A facility is part of a “low-income benefit project” if at least 50 percent of the financial benefits of the electricity generated are provided to households with incomes below 200 percent of the federal poverty line or below 80 percent of the area median gross income. Energy acquired at below-market prices is considered a financial benefit.

New Clean Energy Production Credit – IRA § 13701

The IRA introduces a new Clean Energy Production Tax Credit (CEPC), which will be codified at Code § 45Y. The CEPC is a kilowatt-hour credit available for new or expanded electricity generation facilities with a net zero greenhouse gas emission rate. Qualifying facilities will also be eligible for reimbursement under Code § 168.

Construction period: To be eligible for the CEPC, a facility must be commissioned after December 31, 2024. Existing facilities that commission new units or otherwise increase capacity after December 31, 2024 are also eligible for the CEPC , but only to increase capacity. The CEPC is available for 10 years after the date the facility is commissioned.

A facility is not eligible for CEPC if the taxpayer has claimed a credit under Code §§ 45 (REPTC), 45J (advanced nuclear power facility credit), 45Q (carbon sequestration credit), 45U (nuclear power generation credit zero emission), 48 (Power Credit) or 48A (Advanced Coal Project Credit) for the current or any previous year.

New Clean Energy Investment Credit – IRA § 13702

The IRA introduces a new Clean Electricity Investment Credit (CEIC), which will be codified at Code § 48D. The CEIC is calculated as a percentage of the taxpayer’s investment in (A) property located in facilities with net zero greenhouse gas emissions if the facility is placed in service or expanded after December 31, 2024; or (B) energy storage technology. CEIC-eligible property will also be eligible for reimbursement under Code § 168.

A facility is not eligible for CEIC if the taxpayer has claimed a credit under Code §§ 45 (REPTC), 45J (advanced nuclear power facility credit), 45Q (carbon sequestration credit), 45U (nuclear power generation credit zero emission), 45Y (CEPC), 48 (Energy Credit) or 48A (Advanced Coal Project Credit) for the current or any previous year.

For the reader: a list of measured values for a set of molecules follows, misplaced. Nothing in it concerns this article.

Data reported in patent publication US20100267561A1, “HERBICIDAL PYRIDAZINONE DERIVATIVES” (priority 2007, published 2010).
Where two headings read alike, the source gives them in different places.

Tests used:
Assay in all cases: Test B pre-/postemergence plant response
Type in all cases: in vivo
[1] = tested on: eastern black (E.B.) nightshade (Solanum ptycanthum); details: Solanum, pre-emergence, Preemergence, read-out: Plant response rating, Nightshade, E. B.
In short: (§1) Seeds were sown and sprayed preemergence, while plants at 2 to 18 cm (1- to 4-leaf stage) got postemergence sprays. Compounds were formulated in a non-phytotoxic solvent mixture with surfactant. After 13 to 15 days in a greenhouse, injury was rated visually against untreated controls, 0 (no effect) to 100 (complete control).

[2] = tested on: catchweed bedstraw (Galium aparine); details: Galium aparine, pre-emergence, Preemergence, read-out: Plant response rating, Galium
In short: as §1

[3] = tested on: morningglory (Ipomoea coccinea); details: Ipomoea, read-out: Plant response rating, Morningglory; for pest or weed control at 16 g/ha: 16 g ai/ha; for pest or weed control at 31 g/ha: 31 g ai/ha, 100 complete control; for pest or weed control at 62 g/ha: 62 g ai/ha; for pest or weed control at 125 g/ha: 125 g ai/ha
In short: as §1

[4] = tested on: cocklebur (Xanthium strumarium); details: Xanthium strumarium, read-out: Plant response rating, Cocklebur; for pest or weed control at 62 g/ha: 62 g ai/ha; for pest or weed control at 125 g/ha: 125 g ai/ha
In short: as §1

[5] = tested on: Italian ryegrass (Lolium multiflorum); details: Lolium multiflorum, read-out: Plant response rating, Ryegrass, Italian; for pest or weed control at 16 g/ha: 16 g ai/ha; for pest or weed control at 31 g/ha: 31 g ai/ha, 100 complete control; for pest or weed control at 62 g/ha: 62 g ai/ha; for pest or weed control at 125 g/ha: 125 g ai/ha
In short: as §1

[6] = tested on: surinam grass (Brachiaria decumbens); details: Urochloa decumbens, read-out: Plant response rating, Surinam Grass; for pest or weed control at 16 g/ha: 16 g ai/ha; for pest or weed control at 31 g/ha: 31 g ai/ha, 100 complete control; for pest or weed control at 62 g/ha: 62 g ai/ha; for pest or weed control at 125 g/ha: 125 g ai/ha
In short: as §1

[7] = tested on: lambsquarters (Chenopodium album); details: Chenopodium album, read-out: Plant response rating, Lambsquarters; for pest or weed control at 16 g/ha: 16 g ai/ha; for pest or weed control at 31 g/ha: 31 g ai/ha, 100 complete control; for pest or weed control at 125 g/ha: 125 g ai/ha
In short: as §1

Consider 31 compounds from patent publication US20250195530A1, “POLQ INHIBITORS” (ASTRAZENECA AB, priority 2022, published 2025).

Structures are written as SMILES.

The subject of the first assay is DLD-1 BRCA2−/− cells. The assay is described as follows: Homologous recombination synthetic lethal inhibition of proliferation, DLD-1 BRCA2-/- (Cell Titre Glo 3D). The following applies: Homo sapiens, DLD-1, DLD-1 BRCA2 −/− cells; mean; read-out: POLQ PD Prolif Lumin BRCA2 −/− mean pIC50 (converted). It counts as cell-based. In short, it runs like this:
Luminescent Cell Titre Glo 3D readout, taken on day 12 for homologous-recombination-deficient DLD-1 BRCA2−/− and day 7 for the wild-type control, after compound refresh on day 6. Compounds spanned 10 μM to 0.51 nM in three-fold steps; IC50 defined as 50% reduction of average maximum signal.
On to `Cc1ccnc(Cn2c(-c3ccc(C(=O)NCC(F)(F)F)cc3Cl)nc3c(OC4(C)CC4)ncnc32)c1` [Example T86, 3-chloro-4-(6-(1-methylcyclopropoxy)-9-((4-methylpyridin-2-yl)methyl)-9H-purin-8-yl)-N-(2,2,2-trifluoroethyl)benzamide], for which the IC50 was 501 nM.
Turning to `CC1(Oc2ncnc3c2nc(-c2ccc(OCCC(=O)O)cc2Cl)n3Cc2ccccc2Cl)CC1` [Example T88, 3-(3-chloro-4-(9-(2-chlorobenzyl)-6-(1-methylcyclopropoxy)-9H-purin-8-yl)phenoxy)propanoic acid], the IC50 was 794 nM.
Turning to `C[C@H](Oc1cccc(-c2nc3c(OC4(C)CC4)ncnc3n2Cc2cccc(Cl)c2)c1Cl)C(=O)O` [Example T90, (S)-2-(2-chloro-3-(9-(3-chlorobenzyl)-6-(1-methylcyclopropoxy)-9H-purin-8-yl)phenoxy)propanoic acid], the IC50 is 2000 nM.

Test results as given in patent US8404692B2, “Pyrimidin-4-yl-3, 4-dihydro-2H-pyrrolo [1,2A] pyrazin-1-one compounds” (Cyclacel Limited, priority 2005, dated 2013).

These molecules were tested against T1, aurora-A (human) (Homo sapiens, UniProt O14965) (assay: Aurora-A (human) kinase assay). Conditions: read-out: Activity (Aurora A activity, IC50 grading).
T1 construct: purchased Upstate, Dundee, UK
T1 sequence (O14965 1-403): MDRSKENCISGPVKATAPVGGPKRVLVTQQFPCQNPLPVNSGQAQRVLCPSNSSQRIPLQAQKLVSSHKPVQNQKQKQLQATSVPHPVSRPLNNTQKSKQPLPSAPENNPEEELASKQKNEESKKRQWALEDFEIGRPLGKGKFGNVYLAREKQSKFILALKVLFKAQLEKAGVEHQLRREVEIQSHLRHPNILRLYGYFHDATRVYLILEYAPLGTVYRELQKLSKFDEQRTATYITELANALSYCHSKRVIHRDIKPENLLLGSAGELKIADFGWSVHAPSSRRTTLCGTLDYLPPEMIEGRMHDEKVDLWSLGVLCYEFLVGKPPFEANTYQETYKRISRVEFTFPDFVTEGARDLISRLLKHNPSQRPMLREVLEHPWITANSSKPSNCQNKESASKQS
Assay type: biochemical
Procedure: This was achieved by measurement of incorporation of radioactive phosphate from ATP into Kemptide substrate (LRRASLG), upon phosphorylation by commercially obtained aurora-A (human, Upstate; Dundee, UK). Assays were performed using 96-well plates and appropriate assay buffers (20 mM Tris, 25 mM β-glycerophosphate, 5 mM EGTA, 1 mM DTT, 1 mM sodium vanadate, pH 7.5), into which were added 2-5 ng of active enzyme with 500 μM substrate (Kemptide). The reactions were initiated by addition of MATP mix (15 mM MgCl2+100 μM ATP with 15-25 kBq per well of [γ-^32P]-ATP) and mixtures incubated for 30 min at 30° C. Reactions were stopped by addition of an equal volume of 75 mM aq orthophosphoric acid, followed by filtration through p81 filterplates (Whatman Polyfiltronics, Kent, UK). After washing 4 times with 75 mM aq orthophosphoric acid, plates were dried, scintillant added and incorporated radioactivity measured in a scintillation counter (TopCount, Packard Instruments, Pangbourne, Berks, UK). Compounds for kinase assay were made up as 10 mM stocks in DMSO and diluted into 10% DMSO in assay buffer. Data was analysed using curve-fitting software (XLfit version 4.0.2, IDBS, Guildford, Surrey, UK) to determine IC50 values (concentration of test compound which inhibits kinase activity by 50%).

Additional credit for facilities in low-income communities: An additional credit of up to 20 percent of the CEIC may be available if the facility serves a low-income community and the Secretary of the Treasury selects the facility for an “environmental justice capacity allocation.” The eligibility requirements to be selected for this additional credit distribution are the same as the requirements for the solar and wind environmental equity distributions described above for the Code § 48 energy credit.

Important additional requirements and bonuses

Each of the above tax credits is also subject to the following provisions.

  • Local content bonus (made in America). – the credit will be increased by up to 10 percent if the taxpayer certifies that the steel, iron or industrial product that is a component of the facility was manufactured in the United States.

  • Energy Community Bonus – the credit will be increased by another 10 percent of the base amount if located in an energy community. Ann Energy community is defined as (i) a CERCLA abandoned industrial site, (ii) an area of ​​significant employment (as determined by the Secretary of the Treasury) associated with coal, oil, or natural gas, or (iii) a census tract (and any adjacent census tracts ) in which a coal mine was closed after 31 December 1991 or a coal-fired generator was decommissioned after 31 December 2009.

  • Prevailing Pay and Apprenticeship Requirements: To receive the full credit, new facilities that begin construction more than 60 days after federal guidelines are issued under the IRA must pay at least the prevailing wage to all construction workers and include a minimum percentage of apprentices in the construction workforce. Prevailing salary is location specific as defined by 40 USC § 3141 and so on Ann an apprentice is “an individual who is an employee of the contractor or subcontractor and who participates in a registered apprenticeship program as defined in section 3131(e)(3)(B).” Facilities that fail to satisfy prevailing wage and apprenticeship requirements will receive 1/5 of the standard credit rate.